Long term, the worst thing that could happen to Anniston isn’t Oxford’s ascension or the Army’s departure or the city’s confounding addiction to missed opportunities.
No one wants to talk about it. Not publicly, at least. But in private get-togethers and informal chats, a modest number of Annistonians in a handful of neighborhoods are poking around the edges of this potential nightmare situation for City Hall.
The secret they want kept silent is oozing out, a drip here, a drab there.
Their reasons are varied: frustrations over the city’s track, desires to improve property values, beliefs that Anniston City Schools are the albatrosses residents can’t escape. People are tired of it. Somewhere, perhaps prominently, the City Council’s inability to avoid getting sucked into Councilmen Ben Little and David Reddick’s habitual shenanigans likely plays a role, too.
This is about race, and it’s not about race. That’s why de-annexation is both the last thing and worst thing that should occur. Above all, the vision of majority-white, higher-income neighborhoods bolting from a racially divided city and its nearly all-black public schools would be catastrophic.
Economically, at least, I get it. My family has lived for more than 25 years in Golden Springs, a few blocks from the elementary school and so close to the new Burger King that you can smell the grease from my driveway. And it doesn’t take a Realtor’s license to understand that resale values almost anywhere in the city would creep in the desired direction if Anniston’s schools were a magnet for job-creators and economic developers.
I don’t fault them for it, but I suspect that the Annistonians asking about the de-annexation process aren’t bothered by this truth — that three decades of white flight from Anniston City Schools have played a profound role in the system’s re-segregation and the suggestion that there are two Annistons, not one.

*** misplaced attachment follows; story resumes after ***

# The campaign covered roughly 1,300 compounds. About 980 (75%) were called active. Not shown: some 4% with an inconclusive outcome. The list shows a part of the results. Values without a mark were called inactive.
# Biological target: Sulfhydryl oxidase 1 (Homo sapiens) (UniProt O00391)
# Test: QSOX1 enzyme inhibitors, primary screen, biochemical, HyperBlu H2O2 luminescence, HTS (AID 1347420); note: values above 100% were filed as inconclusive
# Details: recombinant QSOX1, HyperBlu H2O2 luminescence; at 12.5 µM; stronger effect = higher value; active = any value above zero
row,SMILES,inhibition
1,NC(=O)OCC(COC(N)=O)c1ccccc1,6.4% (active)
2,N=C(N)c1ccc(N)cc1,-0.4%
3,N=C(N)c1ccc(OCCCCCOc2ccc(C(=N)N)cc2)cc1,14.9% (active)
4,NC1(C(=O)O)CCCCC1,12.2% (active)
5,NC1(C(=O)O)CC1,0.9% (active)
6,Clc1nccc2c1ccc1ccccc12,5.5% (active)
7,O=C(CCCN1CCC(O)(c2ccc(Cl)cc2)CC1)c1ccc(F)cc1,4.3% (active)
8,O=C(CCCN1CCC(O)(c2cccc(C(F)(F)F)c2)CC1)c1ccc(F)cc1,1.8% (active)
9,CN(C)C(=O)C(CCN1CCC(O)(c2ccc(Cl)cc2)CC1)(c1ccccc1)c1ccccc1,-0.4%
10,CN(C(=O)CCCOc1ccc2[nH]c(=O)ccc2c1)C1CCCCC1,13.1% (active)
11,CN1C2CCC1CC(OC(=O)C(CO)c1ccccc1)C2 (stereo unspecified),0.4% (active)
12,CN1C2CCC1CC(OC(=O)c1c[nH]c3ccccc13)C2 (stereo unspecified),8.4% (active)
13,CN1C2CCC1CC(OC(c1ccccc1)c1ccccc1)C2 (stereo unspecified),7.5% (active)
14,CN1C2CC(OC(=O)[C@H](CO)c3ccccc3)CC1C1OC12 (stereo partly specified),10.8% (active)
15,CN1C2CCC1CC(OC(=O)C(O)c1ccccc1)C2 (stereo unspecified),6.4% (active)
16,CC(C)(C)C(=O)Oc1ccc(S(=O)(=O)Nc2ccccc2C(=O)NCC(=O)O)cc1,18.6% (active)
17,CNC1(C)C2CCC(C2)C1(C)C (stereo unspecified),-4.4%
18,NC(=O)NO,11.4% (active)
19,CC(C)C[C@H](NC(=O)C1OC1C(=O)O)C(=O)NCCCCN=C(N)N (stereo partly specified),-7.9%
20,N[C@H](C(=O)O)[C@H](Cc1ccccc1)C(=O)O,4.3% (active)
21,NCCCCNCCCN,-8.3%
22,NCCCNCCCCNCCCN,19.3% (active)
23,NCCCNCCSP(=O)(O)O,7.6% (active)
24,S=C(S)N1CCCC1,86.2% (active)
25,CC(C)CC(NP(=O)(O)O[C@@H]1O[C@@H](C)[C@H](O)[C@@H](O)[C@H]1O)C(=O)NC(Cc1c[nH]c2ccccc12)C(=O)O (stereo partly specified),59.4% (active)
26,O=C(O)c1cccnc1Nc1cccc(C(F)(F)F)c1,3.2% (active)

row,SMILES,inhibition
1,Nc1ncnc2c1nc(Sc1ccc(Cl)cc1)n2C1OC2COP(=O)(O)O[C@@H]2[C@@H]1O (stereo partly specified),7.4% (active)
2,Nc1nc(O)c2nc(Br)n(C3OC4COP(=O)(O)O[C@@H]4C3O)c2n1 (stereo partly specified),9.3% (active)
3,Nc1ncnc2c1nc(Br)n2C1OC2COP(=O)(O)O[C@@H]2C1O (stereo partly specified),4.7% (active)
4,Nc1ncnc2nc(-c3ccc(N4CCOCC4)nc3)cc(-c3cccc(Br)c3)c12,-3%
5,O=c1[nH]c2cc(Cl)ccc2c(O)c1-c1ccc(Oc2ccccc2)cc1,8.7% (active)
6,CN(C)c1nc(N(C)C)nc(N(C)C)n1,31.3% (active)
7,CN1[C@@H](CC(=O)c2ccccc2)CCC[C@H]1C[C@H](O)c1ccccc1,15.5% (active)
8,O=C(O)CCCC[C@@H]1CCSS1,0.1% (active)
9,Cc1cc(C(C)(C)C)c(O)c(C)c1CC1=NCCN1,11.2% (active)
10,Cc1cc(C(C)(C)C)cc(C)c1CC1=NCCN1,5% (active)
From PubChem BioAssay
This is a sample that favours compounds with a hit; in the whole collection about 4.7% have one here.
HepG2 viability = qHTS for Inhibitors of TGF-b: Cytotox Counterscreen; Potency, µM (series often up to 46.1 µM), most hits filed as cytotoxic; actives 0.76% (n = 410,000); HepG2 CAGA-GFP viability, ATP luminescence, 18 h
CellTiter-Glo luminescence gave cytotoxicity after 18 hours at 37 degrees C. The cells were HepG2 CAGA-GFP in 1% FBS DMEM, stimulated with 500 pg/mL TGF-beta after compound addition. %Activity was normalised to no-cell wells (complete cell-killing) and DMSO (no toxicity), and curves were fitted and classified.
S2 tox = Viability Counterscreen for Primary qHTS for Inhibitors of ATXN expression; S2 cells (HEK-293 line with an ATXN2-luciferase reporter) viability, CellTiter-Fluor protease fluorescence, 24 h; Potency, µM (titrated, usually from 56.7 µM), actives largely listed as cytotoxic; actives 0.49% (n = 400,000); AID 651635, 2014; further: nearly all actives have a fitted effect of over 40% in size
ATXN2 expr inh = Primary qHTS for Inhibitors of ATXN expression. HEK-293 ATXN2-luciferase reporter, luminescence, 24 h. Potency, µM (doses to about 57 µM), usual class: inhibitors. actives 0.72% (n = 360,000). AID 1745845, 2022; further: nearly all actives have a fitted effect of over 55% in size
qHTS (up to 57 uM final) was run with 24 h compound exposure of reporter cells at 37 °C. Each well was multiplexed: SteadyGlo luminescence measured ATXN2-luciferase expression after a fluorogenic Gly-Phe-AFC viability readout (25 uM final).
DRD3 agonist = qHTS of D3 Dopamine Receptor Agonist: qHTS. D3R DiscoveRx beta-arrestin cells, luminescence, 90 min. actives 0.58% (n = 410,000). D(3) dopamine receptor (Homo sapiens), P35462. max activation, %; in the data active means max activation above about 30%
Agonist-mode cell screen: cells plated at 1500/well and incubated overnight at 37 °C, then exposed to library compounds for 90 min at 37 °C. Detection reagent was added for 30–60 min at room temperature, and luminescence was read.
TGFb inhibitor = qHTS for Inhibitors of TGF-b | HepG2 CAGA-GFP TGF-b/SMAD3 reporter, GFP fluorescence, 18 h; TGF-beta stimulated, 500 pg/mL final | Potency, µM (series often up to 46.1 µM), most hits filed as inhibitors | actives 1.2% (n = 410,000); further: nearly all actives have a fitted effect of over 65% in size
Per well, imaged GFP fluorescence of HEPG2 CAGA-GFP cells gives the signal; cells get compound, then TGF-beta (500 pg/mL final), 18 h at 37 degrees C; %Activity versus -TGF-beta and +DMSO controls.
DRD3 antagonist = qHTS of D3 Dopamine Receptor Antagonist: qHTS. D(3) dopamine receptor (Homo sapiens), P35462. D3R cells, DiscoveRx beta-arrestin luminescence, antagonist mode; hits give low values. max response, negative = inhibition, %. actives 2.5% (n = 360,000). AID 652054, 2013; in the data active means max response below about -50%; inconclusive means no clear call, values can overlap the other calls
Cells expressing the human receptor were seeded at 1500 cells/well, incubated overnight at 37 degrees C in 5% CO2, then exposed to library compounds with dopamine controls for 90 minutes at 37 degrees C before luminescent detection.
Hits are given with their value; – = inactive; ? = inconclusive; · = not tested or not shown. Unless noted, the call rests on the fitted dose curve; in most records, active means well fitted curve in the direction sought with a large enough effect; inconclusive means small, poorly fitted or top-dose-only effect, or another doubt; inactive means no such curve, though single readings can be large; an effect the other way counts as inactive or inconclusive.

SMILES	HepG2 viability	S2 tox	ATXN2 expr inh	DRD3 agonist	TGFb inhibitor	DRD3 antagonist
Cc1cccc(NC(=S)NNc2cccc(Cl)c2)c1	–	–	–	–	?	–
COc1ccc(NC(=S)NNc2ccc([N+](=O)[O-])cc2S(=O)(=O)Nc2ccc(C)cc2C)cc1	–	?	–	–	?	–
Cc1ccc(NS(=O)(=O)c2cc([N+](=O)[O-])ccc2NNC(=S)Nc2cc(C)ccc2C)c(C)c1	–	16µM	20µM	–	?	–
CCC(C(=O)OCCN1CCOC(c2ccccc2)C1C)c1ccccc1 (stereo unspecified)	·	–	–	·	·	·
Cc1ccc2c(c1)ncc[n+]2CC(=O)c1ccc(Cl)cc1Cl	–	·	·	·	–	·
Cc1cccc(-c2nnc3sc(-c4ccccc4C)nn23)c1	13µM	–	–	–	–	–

It’s telling that some Anniston churches include a stipend in their pastors’ salaries to pay for private school tuition. The “Anniston tax,” as it’s called in whispers, isn’t a myth.
De-annexation isn’t a simple process. It involves formal petition requests, legal counsel, council votes and legislative matters. Petitions can be declined, and are. And they often get messy. That’s what happened a few years back in Shelby County, where a Chelsea neighborhood wanted to sever ties with Pelham because of a school zoning plan.
I could imagine landowners along Buckelew Bridge Road south of Interstate 20 wanting to shed their Anniston address. That’s an Anniston appendage dipping low into Oxford that’s hard to explain on a map.
I could imagine homeowners in Edgefield Farm along Greenbrier-Dear Road — where homes routinely sell north of $500,000 — wanting to shed their Anniston address.
And I could imagine landowners at McClellan — particularly residential landowners — are eager to have their properties zoned for Calhoun County Schools.
In practical terms, those hypotheticals would leave Anniston with an even smaller population, a less-diverse population and a diminished tax base. The city’s finances undoubtedly would suffer. Worse still would be the optics.
Remember, this is about race, and it’s not about race. Anniston is a twisted pretzel of issues, some related, others not. Little and Reddick’s crusade against former City Manager Jay Johnson was reprehensible, but they shoulder no direct blame for the reputation of Anniston’s schools or the violent crime rates from some of the neighborhoods in their wards.
What they are, though, is part of the big-tent problem, not part of the solution.
Johnson’s abrupt resignation is indicative of everything that bedevils Anniston. It was unfortunate. It was caused by pettiness and immaturity. It highlights the divisions. It empowers those who wrongly believe Anniston is no different today than it was before courts ordered the city to integrate its schools and activists managed to get the main library to loan books to black people. And it represents another regrettable headline that arises when someone types “Anniston” into Google, as economic developers routinely do. Read and weep.
It’s easy for haters to trash Anniston because Anniston so often is its own worst enemy, especially down on Gurnee Avenue. That’s why Anniston’s future depends on three distinct events: strong biracial leadership; Ward 2 and 3 representatives who eschew the worst of Little and Reddick’s tendencies; and a populace that increasingly sees an Anniston address as a positive to enjoy, not a liability to escape.